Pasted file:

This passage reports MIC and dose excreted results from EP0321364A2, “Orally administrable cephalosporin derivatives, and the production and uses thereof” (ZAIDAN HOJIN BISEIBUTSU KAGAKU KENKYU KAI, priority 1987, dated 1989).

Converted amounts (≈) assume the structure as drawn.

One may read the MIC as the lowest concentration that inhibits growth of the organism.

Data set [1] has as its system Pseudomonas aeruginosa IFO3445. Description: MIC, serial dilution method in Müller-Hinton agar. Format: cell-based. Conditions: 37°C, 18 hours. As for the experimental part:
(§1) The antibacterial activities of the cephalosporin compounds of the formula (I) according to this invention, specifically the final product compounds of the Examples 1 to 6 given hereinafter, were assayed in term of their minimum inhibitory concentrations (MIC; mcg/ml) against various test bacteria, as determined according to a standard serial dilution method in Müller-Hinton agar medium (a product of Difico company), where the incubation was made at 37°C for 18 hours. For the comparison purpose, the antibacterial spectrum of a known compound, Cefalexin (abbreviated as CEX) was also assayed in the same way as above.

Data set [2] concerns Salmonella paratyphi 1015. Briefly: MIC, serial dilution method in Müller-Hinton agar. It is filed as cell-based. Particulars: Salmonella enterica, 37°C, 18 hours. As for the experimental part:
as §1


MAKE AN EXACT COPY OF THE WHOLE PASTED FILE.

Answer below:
This passage reports MIC and dose excreted results from EP0321364A2, “Orally administrable cephalosporin derivatives, and the production and uses thereof” (ZAIDAN HOJIN BISEIBUTSU KAGAKU KENKYU KAI, priority 1987, dated 1989).

Converted amounts (≈) assume the structure as drawn.

One may read the MIC as the lowest concentration that inhibits growth of the organism.

Data set [1] has as its system Pseudomonas aeruginosa IFO3445. Description: MIC, serial dilution method in Müller-Hinton agar. Format: cell-based. Conditions: 37°C, 18 hours. As for the experimental part:
(§1) The antibacterial activities of the cephalosporin compounds of the formula (I) according to this invention, specifically the final product compounds of the Examples 1 to 6 given hereinafter, were assayed in term of their minimum inhibitory concentrations (MIC; mcg/ml) against various test bacteria, as determined according to a standard serial dilution method in Müller-Hinton agar medium (a product of Difico company), where the incubation was made at 37°C for 18 hours. For the comparison purpose, the antibacterial spectrum of a known compound, Cefalexin (abbreviated as CEX) was also assayed in the same way as above.

Data set [2] concerns Salmonella paratyphi 1015. Briefly: MIC, serial dilution method in Müller-Hinton agar. It is filed as cell-based. Particulars: Salmonella enterica, 37°C, 18 hours. As for the experimental part:
as §1